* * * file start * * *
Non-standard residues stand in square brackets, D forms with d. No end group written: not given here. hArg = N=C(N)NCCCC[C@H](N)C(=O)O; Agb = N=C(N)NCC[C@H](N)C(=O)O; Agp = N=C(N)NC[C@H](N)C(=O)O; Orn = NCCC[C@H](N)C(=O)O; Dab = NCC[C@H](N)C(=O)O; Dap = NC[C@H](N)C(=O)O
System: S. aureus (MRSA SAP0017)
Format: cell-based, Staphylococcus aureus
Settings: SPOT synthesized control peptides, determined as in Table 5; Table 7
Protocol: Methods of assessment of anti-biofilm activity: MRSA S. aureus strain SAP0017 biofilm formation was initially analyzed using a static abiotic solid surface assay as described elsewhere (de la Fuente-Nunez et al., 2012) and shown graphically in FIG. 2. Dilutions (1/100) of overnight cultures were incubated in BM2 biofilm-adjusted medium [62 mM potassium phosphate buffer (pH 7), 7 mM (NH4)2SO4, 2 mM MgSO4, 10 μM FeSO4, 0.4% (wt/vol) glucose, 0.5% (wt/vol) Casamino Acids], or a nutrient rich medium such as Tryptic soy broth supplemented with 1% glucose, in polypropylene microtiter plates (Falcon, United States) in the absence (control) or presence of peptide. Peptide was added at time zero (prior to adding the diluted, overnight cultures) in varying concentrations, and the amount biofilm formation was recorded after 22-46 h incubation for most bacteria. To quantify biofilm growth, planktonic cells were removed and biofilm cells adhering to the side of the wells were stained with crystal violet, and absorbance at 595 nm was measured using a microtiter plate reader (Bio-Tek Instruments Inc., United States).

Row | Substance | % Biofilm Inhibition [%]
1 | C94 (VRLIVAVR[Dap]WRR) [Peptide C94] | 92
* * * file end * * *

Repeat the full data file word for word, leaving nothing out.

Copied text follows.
Non-standard residues stand in square brackets, D forms with d. No end group written: not given here. hArg = N=C(N)NCCCC[C@H](N)C(=O)O; Agb = N=C(N)NCC[C@H](N)C(=O)O; Agp = N=C(N)NC[C@H](N)C(=O)O; Orn = NCCC[C@H](N)C(=O)O; Dab = NCC[C@H](N)C(=O)O; Dap = NC[C@H](N)C(=O)O
System: S. aureus (MRSA SAP0017)
Format: cell-based, Staphylococcus aureus
Settings: SPOT synthesized control peptides, determined as in Table 5; Table 7
Protocol: Methods of assessment of anti-biofilm activity: MRSA S. aureus strain SAP0017 biofilm formation was initially analyzed using a static abiotic solid surface assay as described elsewhere (de la Fuente-Nunez et al., 2012) and shown graphically in FIG. 2. Dilutions (1/100) of overnight cultures were incubated in BM2 biofilm-adjusted medium [62 mM potassium phosphate buffer (pH 7), 7 mM (NH4)2SO4, 2 mM MgSO4, 10 μM FeSO4, 0.4% (wt/vol) glucose, 0.5% (wt/vol) Casamino Acids], or a nutrient rich medium such as Tryptic soy broth supplemented with 1% glucose, in polypropylene microtiter plates (Falcon, United States) in the absence (control) or presence of peptide. Peptide was added at time zero (prior to adding the diluted, overnight cultures) in varying concentrations, and the amount biofilm formation was recorded after 22-46 h incubation for most bacteria. To quantify biofilm growth, planktonic cells were removed and biofilm cells adhering to the side of the wells were stained with crystal violet, and absorbance at 595 nm was measured using a microtiter plate reader (Bio-Tek Instruments Inc., United States).

Row | Substance | % Biofilm Inhibition [%]
1 | C94 (VRLIVAVR[Dap]WRR) [Peptide C94] | 92